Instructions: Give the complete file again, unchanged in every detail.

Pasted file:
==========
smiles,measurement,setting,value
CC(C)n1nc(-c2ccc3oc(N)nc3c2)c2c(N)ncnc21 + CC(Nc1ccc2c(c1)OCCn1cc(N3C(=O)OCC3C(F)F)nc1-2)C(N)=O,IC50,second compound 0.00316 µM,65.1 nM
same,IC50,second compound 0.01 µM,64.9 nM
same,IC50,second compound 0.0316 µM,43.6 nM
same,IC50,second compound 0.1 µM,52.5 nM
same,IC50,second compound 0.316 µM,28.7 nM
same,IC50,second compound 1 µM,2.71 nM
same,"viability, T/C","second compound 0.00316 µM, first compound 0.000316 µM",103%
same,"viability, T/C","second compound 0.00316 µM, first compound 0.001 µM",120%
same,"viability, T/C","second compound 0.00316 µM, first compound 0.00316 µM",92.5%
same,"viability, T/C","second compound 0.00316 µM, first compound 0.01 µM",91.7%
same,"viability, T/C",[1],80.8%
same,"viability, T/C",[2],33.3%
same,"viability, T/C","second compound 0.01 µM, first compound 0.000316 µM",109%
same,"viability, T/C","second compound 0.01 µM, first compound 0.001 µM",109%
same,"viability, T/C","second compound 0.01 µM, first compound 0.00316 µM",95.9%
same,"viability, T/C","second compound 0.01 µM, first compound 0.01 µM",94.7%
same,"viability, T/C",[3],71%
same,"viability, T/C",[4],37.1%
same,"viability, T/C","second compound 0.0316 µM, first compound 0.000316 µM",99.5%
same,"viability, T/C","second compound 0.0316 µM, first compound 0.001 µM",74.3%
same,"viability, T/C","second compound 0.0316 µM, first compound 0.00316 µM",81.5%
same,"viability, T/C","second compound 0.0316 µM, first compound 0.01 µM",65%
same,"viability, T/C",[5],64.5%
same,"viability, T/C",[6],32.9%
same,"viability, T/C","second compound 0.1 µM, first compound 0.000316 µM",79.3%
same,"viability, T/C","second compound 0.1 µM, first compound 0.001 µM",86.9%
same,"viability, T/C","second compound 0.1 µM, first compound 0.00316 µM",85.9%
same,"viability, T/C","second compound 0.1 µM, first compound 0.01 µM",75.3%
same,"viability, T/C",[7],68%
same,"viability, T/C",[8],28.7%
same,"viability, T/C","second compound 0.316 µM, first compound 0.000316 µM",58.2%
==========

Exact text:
smiles,measurement,setting,value
CC(C)n1nc(-c2ccc3oc(N)nc3c2)c2c(N)ncnc21 + CC(Nc1ccc2c(c1)OCCn1cc(N3C(=O)OCC3C(F)F)nc1-2)C(N)=O,IC50,second compound 0.00316 µM,65.1 nM
same,IC50,second compound 0.01 µM,64.9 nM
same,IC50,second compound 0.0316 µM,43.6 nM
same,IC50,second compound 0.1 µM,52.5 nM
same,IC50,second compound 0.316 µM,28.7 nM
same,IC50,second compound 1 µM,2.71 nM
same,"viability, T/C","second compound 0.00316 µM, first compound 0.000316 µM",103%
same,"viability, T/C","second compound 0.00316 µM, first compound 0.001 µM",120%
same,"viability, T/C","second compound 0.00316 µM, first compound 0.00316 µM",92.5%
same,"viability, T/C","second compound 0.00316 µM, first compound 0.01 µM",91.7%
same,"viability, T/C",[1],80.8%
same,"viability, T/C",[2],33.3%
same,"viability, T/C","second compound 0.01 µM, first compound 0.000316 µM",109%
same,"viability, T/C","second compound 0.01 µM, first compound 0.001 µM",109%
same,"viability, T/C","second compound 0.01 µM, first compound 0.00316 µM",95.9%
same,"viability, T/C","second compound 0.01 µM, first compound 0.01 µM",94.7%
same,"viability, T/C",[3],71%
same,"viability, T/C",[4],37.1%
same,"viability, T/C","second compound 0.0316 µM, first compound 0.000316 µM",99.5%
same,"viability, T/C","second compound 0.0316 µM, first compound 0.001 µM",74.3%
same,"viability, T/C","second compound 0.0316 µM, first compound 0.00316 µM",81.5%
same,"viability, T/C","second compound 0.0316 µM, first compound 0.01 µM",65%
same,"viability, T/C",[5],64.5%
same,"viability, T/C",[6],32.9%
same,"viability, T/C","second compound 0.1 µM, first compound 0.000316 µM",79.3%
same,"viability, T/C","second compound 0.1 µM, first compound 0.001 µM",86.9%
same,"viability, T/C","second compound 0.1 µM, first compound 0.00316 µM",85.9%
same,"viability, T/C","second compound 0.1 µM, first compound 0.01 µM",75.3%
same,"viability, T/C",[7],68%
same,"viability, T/C",[8],28.7%
same,"viability, T/C","second compound 0.316 µM, first compound 0.000316 µM",58.2%